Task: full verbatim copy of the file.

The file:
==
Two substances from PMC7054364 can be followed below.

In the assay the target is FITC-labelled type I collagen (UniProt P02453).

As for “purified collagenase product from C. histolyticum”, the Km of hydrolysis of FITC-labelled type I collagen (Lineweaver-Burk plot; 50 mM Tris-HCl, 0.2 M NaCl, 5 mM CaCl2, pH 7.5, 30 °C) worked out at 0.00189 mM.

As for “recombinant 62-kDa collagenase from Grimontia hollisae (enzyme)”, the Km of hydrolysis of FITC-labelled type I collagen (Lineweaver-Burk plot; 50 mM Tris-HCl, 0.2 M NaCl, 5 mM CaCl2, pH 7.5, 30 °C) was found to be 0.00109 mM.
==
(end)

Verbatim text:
Two substances from PMC7054364 can be followed below.

In the assay the target is FITC-labelled type I collagen (UniProt P02453).

As for “purified collagenase product from C. histolyticum”, the Km of hydrolysis of FITC-labelled type I collagen (Lineweaver-Burk plot; 50 mM Tris-HCl, 0.2 M NaCl, 5 mM CaCl2, pH 7.5, 30 °C) worked out at 0.00189 mM.

As for “recombinant 62-kDa collagenase from Grimontia hollisae (enzyme)”, the Km of hydrolysis of FITC-labelled type I collagen (Lineweaver-Burk plot; 50 mM Tris-HCl, 0.2 M NaCl, 5 mM CaCl2, pH 7.5, 30 °C) was found to be 0.00109 mM.